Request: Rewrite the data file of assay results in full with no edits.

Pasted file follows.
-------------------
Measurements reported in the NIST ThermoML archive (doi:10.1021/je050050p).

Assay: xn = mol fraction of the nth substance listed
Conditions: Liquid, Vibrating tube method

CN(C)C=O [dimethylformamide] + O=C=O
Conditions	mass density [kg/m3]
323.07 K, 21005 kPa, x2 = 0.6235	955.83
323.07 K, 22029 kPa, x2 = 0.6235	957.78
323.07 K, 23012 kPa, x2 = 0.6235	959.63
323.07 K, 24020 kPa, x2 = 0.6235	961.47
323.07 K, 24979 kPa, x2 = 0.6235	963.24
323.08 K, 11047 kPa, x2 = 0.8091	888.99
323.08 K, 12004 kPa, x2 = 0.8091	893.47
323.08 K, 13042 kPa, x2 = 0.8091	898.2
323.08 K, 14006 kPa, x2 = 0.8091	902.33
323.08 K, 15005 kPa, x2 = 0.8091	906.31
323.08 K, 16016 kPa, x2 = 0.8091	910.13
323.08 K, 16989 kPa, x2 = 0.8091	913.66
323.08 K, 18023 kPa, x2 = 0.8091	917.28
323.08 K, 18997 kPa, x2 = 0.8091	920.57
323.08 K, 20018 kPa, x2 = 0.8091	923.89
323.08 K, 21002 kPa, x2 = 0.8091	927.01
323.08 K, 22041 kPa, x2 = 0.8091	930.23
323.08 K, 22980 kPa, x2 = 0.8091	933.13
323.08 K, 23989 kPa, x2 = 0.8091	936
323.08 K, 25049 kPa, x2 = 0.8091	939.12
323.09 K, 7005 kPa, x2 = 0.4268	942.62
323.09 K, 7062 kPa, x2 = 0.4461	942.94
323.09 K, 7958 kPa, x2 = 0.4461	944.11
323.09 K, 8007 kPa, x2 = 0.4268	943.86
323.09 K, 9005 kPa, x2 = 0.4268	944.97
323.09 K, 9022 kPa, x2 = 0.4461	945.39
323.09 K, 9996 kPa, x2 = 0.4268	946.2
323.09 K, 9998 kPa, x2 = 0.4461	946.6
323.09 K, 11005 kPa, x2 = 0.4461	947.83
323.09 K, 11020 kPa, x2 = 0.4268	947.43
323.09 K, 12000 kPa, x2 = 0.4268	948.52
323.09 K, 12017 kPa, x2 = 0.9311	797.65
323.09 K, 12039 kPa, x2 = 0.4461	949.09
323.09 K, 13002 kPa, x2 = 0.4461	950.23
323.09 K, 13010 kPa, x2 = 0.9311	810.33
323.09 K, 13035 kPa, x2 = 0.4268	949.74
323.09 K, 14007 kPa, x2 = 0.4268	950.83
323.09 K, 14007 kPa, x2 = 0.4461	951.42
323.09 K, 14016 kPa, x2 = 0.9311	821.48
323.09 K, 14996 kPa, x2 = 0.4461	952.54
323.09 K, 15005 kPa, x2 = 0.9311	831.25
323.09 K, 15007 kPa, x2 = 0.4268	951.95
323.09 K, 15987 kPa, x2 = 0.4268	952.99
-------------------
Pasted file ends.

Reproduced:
Measurements reported in the NIST ThermoML archive (doi:10.1021/je050050p).

Assay: xn = mol fraction of the nth substance listed
Conditions: Liquid, Vibrating tube method

CN(C)C=O [dimethylformamide] + O=C=O
Conditions	mass density [kg/m3]
323.07 K, 21005 kPa, x2 = 0.6235	955.83
323.07 K, 22029 kPa, x2 = 0.6235	957.78
323.07 K, 23012 kPa, x2 = 0.6235	959.63
323.07 K, 24020 kPa, x2 = 0.6235	961.47
323.07 K, 24979 kPa, x2 = 0.6235	963.24
323.08 K, 11047 kPa, x2 = 0.8091	888.99
323.08 K, 12004 kPa, x2 = 0.8091	893.47
323.08 K, 13042 kPa, x2 = 0.8091	898.2
323.08 K, 14006 kPa, x2 = 0.8091	902.33
323.08 K, 15005 kPa, x2 = 0.8091	906.31
323.08 K, 16016 kPa, x2 = 0.8091	910.13
323.08 K, 16989 kPa, x2 = 0.8091	913.66
323.08 K, 18023 kPa, x2 = 0.8091	917.28
323.08 K, 18997 kPa, x2 = 0.8091	920.57
323.08 K, 20018 kPa, x2 = 0.8091	923.89
323.08 K, 21002 kPa, x2 = 0.8091	927.01
323.08 K, 22041 kPa, x2 = 0.8091	930.23
323.08 K, 22980 kPa, x2 = 0.8091	933.13
323.08 K, 23989 kPa, x2 = 0.8091	936
323.08 K, 25049 kPa, x2 = 0.8091	939.12
323.09 K, 7005 kPa, x2 = 0.4268	942.62
323.09 K, 7062 kPa, x2 = 0.4461	942.94
323.09 K, 7958 kPa, x2 = 0.4461	944.11
323.09 K, 8007 kPa, x2 = 0.4268	943.86
323.09 K, 9005 kPa, x2 = 0.4268	944.97
323.09 K, 9022 kPa, x2 = 0.4461	945.39
323.09 K, 9996 kPa, x2 = 0.4268	946.2
323.09 K, 9998 kPa, x2 = 0.4461	946.6
323.09 K, 11005 kPa, x2 = 0.4461	947.83
323.09 K, 11020 kPa, x2 = 0.4268	947.43
323.09 K, 12000 kPa, x2 = 0.4268	948.52
323.09 K, 12017 kPa, x2 = 0.9311	797.65
323.09 K, 12039 kPa, x2 = 0.4461	949.09
323.09 K, 13002 kPa, x2 = 0.4461	950.23
323.09 K, 13010 kPa, x2 = 0.9311	810.33
323.09 K, 13035 kPa, x2 = 0.4268	949.74
323.09 K, 14007 kPa, x2 = 0.4268	950.83
323.09 K, 14007 kPa, x2 = 0.4461	951.42
323.09 K, 14016 kPa, x2 = 0.9311	821.48
323.09 K, 14996 kPa, x2 = 0.4461	952.54
323.09 K, 15005 kPa, x2 = 0.9311	831.25
323.09 K, 15007 kPa, x2 = 0.4268	951.95
323.09 K, 15987 kPa, x2 = 0.4268	952.99